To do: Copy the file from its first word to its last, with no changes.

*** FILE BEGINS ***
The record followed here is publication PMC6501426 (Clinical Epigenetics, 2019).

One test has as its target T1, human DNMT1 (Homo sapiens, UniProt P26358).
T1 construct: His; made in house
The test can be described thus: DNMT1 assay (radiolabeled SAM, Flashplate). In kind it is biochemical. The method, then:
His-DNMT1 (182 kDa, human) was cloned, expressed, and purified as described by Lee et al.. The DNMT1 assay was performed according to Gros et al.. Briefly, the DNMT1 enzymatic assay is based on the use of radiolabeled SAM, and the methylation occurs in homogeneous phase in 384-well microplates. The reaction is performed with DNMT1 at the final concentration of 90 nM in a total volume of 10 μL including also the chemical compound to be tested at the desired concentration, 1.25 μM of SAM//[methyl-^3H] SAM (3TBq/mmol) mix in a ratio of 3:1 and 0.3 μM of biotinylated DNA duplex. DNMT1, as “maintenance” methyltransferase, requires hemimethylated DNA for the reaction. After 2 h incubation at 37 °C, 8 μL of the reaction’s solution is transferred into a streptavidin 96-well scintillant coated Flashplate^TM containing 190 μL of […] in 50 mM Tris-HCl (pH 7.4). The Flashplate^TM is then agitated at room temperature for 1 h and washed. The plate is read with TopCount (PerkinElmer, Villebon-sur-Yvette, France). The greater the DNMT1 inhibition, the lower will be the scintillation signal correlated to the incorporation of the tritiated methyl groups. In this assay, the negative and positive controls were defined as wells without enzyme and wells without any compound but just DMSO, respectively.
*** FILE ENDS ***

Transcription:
The record followed here is publication PMC6501426 (Clinical Epigenetics, 2019).

One test has as its target T1, human DNMT1 (Homo sapiens, UniProt P26358).
T1 construct: His; made in house
The test can be described thus: DNMT1 assay (radiolabeled SAM, Flashplate). In kind it is biochemical. The method, then:
His-DNMT1 (182 kDa, human) was cloned, expressed, and purified as described by Lee et al.. The DNMT1 assay was performed according to Gros et al.. Briefly, the DNMT1 enzymatic assay is based on the use of radiolabeled SAM, and the methylation occurs in homogeneous phase in 384-well microplates. The reaction is performed with DNMT1 at the final concentration of 90 nM in a total volume of 10 μL including also the chemical compound to be tested at the desired concentration, 1.25 μM of SAM//[methyl-^3H] SAM (3TBq/mmol) mix in a ratio of 3:1 and 0.3 μM of biotinylated DNA duplex. DNMT1, as “maintenance” methyltransferase, requires hemimethylated DNA for the reaction. After 2 h incubation at 37 °C, 8 μL of the reaction’s solution is transferred into a streptavidin 96-well scintillant coated Flashplate^TM containing 190 μL of […] in 50 mM Tris-HCl (pH 7.4). The Flashplate^TM is then agitated at room temperature for 1 h and washed. The plate is read with TopCount (PerkinElmer, Villebon-sur-Yvette, France). The greater the DNMT1 inhibition, the lower will be the scintillation signal correlated to the incorporation of the tritiated methyl groups. In this assay, the negative and positive controls were defined as wells without enzyme and wells without any compound but just DMSO, respectively.